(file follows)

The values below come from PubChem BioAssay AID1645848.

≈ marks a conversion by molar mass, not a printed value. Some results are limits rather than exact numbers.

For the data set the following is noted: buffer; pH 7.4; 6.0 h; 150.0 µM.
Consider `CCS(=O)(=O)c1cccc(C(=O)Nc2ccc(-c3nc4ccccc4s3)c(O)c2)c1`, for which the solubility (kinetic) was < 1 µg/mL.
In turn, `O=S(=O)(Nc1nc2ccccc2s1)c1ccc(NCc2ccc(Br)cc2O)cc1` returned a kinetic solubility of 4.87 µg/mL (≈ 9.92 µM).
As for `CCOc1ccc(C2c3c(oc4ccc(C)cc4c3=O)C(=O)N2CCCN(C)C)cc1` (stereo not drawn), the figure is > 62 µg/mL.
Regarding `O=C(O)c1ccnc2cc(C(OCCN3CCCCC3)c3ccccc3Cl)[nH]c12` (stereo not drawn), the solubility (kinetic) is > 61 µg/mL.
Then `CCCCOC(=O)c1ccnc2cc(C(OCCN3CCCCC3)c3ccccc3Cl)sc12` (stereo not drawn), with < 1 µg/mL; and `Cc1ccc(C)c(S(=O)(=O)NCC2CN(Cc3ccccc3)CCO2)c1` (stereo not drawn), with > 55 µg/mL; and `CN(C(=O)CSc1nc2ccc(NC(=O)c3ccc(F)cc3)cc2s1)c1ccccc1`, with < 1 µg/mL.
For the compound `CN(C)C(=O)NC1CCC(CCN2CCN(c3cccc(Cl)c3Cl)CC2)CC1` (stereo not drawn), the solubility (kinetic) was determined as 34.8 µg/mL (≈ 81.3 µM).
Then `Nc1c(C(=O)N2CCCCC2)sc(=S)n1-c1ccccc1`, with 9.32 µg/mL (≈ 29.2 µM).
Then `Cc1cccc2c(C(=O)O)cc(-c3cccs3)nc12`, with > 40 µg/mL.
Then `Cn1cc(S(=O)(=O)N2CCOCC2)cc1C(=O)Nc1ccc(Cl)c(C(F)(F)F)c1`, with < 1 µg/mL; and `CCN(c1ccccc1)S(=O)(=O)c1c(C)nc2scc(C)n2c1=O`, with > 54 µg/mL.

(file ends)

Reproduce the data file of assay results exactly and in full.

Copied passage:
The values below come from PubChem BioAssay AID1645848.

≈ marks a conversion by molar mass, not a printed value. Some results are limits rather than exact numbers.

For the data set the following is noted: buffer; pH 7.4; 6.0 h; 150.0 µM.
Consider `CCS(=O)(=O)c1cccc(C(=O)Nc2ccc(-c3nc4ccccc4s3)c(O)c2)c1`, for which the solubility (kinetic) was < 1 µg/mL.
In turn, `O=S(=O)(Nc1nc2ccccc2s1)c1ccc(NCc2ccc(Br)cc2O)cc1` returned a kinetic solubility of 4.87 µg/mL (≈ 9.92 µM).
As for `CCOc1ccc(C2c3c(oc4ccc(C)cc4c3=O)C(=O)N2CCCN(C)C)cc1` (stereo not drawn), the figure is > 62 µg/mL.
Regarding `O=C(O)c1ccnc2cc(C(OCCN3CCCCC3)c3ccccc3Cl)[nH]c12` (stereo not drawn), the solubility (kinetic) is > 61 µg/mL.
Then `CCCCOC(=O)c1ccnc2cc(C(OCCN3CCCCC3)c3ccccc3Cl)sc12` (stereo not drawn), with < 1 µg/mL; and `Cc1ccc(C)c(S(=O)(=O)NCC2CN(Cc3ccccc3)CCO2)c1` (stereo not drawn), with > 55 µg/mL; and `CN(C(=O)CSc1nc2ccc(NC(=O)c3ccc(F)cc3)cc2s1)c1ccccc1`, with < 1 µg/mL.
For the compound `CN(C)C(=O)NC1CCC(CCN2CCN(c3cccc(Cl)c3Cl)CC2)CC1` (stereo not drawn), the solubility (kinetic) was determined as 34.8 µg/mL (≈ 81.3 µM).
Then `Nc1c(C(=O)N2CCCCC2)sc(=S)n1-c1ccccc1`, with 9.32 µg/mL (≈ 29.2 µM).
Then `Cc1cccc2c(C(=O)O)cc(-c3cccs3)nc12`, with > 40 µg/mL.
Then `Cn1cc(S(=O)(=O)N2CCOCC2)cc1C(=O)Nc1ccc(Cl)c(C(F)(F)F)c1`, with < 1 µg/mL; and `CCN(c1ccccc1)S(=O)(=O)c1c(C)nc2scc(C)n2c1=O`, with > 54 µg/mL.